Gay marriage minority

I’ve taken to ending my Intro to American Government discussion of gay marriage with the following chart:


Take away: opponents of gay marriage need to just give up and find something else to worry about.  Talk about fighting a rear-guard action.  The young adults of today who strongly favor gay marriage, but have little political influence are going to be the ones actually making the laws in 20 years.  And there’s every reason to think that upcoming generations will follow the trend and be even more supportive of the issue.

Nate Silver posted earlier this week that there’s now actually some national polls that show a majority for gay marriage.  Wow– I am truly amazed at how fast public opinion is moving on this issue.

I think Silver’s analysis is more disfavorable to Republicans than it should be, but it certainly is interesting:

But Republican candidates, who have placed less emphasis on gay marriage in recent years, probably cannot expect their opposition to it to be a net electoral positive for them except in select circumstances. If support for gay marriage were to continue accelerating as fast as it has in the past two years, supporters would outnumber opponents roughly 56-40 in the general population by November 2012.

Past trends, of course, are no guarantee of future ones, and it’s always possible that the momentum toward increasing support for gay marriage could flatten out or even reverse itself.

But this does put Republicans in a tricky position. Their traditional position on gay marriage is becoming less popular. But to the extent they disengage from the issue, they may lose even more ground. One way to read the trends of the past few years is that we have passed an inflection point wherein it is no longer politically advantageous for candidates to oppose same-sex marriage, which in turn softens opposition to it among the general public, creating a sort of feedback loop and accelerating the trend.

Feedback loop or not, as long as major religious groups insist that supporting gay marriage is a sin, there’s a definite ceiling on support.   I also expect that there’s more intensity among those in opposition and if there’s one thing that matters in politics, it’s intensity.  I’d love to see some data on that.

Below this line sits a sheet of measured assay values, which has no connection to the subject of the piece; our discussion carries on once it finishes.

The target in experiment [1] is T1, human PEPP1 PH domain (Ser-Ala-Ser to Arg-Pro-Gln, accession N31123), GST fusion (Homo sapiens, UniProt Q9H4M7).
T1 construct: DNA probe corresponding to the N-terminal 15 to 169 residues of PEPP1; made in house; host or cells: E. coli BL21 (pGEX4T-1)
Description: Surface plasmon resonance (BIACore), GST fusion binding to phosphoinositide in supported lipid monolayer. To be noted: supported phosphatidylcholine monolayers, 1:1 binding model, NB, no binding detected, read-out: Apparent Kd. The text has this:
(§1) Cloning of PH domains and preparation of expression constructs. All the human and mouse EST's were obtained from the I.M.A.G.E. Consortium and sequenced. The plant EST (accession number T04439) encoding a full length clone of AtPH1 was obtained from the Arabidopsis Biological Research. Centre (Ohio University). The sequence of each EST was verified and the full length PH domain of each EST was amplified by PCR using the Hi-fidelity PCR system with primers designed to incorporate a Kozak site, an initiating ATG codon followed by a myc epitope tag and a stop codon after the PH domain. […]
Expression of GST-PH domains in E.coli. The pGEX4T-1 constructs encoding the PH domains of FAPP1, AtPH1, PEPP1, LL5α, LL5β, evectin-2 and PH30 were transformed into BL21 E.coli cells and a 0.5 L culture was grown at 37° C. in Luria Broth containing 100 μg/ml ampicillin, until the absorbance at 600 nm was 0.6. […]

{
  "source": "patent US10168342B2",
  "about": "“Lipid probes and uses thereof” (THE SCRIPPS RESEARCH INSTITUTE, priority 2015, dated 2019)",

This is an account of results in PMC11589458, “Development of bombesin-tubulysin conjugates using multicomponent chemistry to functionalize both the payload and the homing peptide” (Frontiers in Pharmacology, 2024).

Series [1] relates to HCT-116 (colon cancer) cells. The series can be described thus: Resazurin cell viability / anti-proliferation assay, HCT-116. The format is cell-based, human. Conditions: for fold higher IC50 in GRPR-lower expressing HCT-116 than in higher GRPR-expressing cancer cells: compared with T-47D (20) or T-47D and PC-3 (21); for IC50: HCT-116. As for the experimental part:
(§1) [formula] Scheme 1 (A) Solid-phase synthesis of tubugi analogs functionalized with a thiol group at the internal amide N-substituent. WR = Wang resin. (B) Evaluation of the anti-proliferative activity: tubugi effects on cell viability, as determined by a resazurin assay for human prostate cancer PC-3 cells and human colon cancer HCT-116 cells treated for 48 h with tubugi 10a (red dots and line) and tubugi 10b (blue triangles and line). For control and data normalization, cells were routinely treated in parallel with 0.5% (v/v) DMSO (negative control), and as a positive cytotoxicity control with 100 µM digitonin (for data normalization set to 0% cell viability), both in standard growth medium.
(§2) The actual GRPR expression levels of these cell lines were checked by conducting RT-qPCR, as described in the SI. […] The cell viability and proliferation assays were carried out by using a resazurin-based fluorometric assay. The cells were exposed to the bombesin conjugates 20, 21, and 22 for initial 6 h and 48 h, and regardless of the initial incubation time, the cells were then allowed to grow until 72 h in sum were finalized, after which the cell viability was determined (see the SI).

Patients are not  consumers

Just read Krugman.

[And, actually, if you want some more context on the matter, read Gladwell’s classic piece on the trouble with treating patients as consumers, “The Moral Hazard Myth.”

Anxiety Gap

Really interesting piece in Slate about how parenting and socialization lead to a situation where women are dramatically more likely to have anxiety orders than are men.  This is not biological, but a clear example of how we treat boys and girls differently has important (and negative for females) consequences:

Yet precisely the opposite is true: According to the UCLA anxiety expert Michelle Craske, in the first few months of infants’ lives, it’s boys who show greater emotional neediness. While girls become slightly more prone to negative feelings than boys at two years (which, coincidentally, is the age at which kids begin learning gender roles),research has shown that up until age 11, girls and boys are equally likely to develop an anxiety disorder. By age 15, however, girls are six times more likely to have one than boys are…  [emphasis mine]

After all, whether parents intend to or not, they usually treat the emotional outbursts of girls far differently than those of boys. “From a socialization angle, there’s quite a lot of evidence that little girls who exhibit shyness or anxiety are reinforced for it, whereas little boys who exhibit that behavior might even be punished for it,” Craske told me.

In my book Nerve, I call this the “skinned knee effect”: Parents coddle girls who cry after a painful scrape but tell boys to suck it up, and this formative link between emotional outbursts and kisses from mom predisposes girls to react to unpleasant situations with “negative” feelings like anxiety later in life. On top of this, cultural biases about boys being more capable than girls also lead parents to push sons to show courage and confront their fears, while daughters are far more likely to be sheltered from life’s challenges. If little Olivia shows fear, she gets a hug; if little Oliver shows fear, he gets urged to overcome it.

The result of these parenting disparities is that by the time girls grow into young women, they’ve learned fewer effective coping strategies than their male counterparts, which translates to higher anxiety. The sexes learn to deal with fear in two very different ways: men have been conditioned to tackle problems head-on, while women have been taught to worry, ruminate, and complain to each other (hey, I’m just reporting the research) rather than actively confront challenges.

Of course I’ll only have an N of 1, but perhaps the reason I’m actually most excited to have a daughter is so that I can raise her in a way that avoids many of these pernicious socialization mistakes parents make.  I know I’ll be far from perfect, but I damn well intend for Sarah to be one self-confident, empowered, anxiety-free, young women 20 years from now.   If she’s not, it won’t be anything I did.

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